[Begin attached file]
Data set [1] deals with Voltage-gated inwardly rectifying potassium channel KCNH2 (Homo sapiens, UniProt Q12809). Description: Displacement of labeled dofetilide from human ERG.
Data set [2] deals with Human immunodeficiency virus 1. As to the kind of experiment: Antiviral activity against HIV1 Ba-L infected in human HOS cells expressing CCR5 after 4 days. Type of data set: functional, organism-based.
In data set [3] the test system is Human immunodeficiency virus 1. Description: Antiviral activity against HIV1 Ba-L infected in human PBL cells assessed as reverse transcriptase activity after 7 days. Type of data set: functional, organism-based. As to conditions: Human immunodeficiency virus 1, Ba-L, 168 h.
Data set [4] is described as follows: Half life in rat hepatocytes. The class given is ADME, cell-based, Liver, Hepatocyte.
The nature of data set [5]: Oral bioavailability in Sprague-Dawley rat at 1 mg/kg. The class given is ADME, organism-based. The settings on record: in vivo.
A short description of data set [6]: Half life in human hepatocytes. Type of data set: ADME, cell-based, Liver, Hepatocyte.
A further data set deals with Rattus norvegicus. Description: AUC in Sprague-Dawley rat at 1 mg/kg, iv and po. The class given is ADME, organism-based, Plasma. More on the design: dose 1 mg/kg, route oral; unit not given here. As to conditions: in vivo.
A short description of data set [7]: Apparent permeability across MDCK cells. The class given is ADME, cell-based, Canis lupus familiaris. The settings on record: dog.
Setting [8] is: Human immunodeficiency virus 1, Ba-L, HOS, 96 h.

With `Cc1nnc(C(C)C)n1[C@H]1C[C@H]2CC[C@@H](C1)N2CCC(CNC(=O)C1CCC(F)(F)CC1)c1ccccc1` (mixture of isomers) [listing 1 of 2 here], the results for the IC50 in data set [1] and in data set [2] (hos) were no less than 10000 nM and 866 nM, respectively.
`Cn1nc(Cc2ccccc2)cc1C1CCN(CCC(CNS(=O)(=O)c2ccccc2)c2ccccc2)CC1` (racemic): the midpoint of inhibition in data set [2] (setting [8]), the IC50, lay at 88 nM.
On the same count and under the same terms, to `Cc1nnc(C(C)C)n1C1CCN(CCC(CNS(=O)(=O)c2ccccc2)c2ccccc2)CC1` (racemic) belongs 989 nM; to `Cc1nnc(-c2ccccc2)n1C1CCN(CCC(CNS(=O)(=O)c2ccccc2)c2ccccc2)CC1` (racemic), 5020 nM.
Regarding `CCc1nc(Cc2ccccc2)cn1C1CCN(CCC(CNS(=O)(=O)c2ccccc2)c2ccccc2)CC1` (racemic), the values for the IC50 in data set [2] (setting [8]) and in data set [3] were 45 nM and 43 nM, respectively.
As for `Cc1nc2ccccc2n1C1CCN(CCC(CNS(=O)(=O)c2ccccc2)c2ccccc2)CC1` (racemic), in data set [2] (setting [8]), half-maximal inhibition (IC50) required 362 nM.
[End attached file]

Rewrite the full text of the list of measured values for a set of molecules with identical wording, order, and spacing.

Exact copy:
Data set [1] deals with Voltage-gated inwardly rectifying potassium channel KCNH2 (Homo sapiens, UniProt Q12809). Description: Displacement of labeled dofetilide from human ERG.
Data set [2] deals with Human immunodeficiency virus 1. As to the kind of experiment: Antiviral activity against HIV1 Ba-L infected in human HOS cells expressing CCR5 after 4 days. Type of data set: functional, organism-based.
In data set [3] the test system is Human immunodeficiency virus 1. Description: Antiviral activity against HIV1 Ba-L infected in human PBL cells assessed as reverse transcriptase activity after 7 days. Type of data set: functional, organism-based. As to conditions: Human immunodeficiency virus 1, Ba-L, 168 h.
Data set [4] is described as follows: Half life in rat hepatocytes. The class given is ADME, cell-based, Liver, Hepatocyte.
The nature of data set [5]: Oral bioavailability in Sprague-Dawley rat at 1 mg/kg. The class given is ADME, organism-based. The settings on record: in vivo.
A short description of data set [6]: Half life in human hepatocytes. Type of data set: ADME, cell-based, Liver, Hepatocyte.
A further data set deals with Rattus norvegicus. Description: AUC in Sprague-Dawley rat at 1 mg/kg, iv and po. The class given is ADME, organism-based, Plasma. More on the design: dose 1 mg/kg, route oral; unit not given here. As to conditions: in vivo.
A short description of data set [7]: Apparent permeability across MDCK cells. The class given is ADME, cell-based, Canis lupus familiaris. The settings on record: dog.
Setting [8] is: Human immunodeficiency virus 1, Ba-L, HOS, 96 h.

With `Cc1nnc(C(C)C)n1[C@H]1C[C@H]2CC[C@@H](C1)N2CCC(CNC(=O)C1CCC(F)(F)CC1)c1ccccc1` (mixture of isomers) [listing 1 of 2 here], the results for the IC50 in data set [1] and in data set [2] (hos) were no less than 10000 nM and 866 nM, respectively.
`Cn1nc(Cc2ccccc2)cc1C1CCN(CCC(CNS(=O)(=O)c2ccccc2)c2ccccc2)CC1` (racemic): the midpoint of inhibition in data set [2] (setting [8]), the IC50, lay at 88 nM.
On the same count and under the same terms, to `Cc1nnc(C(C)C)n1C1CCN(CCC(CNS(=O)(=O)c2ccccc2)c2ccccc2)CC1` (racemic) belongs 989 nM; to `Cc1nnc(-c2ccccc2)n1C1CCN(CCC(CNS(=O)(=O)c2ccccc2)c2ccccc2)CC1` (racemic), 5020 nM.
Regarding `CCc1nc(Cc2ccccc2)cn1C1CCN(CCC(CNS(=O)(=O)c2ccccc2)c2ccccc2)CC1` (racemic), the values for the IC50 in data set [2] (setting [8]) and in data set [3] were 45 nM and 43 nM, respectively.
As for `Cc1nc2ccccc2n1C1CCN(CCC(CNS(=O)(=O)c2ccccc2)c2ccccc2)CC1` (racemic), in data set [2] (setting [8]), half-maximal inhibition (IC50) required 362 nM.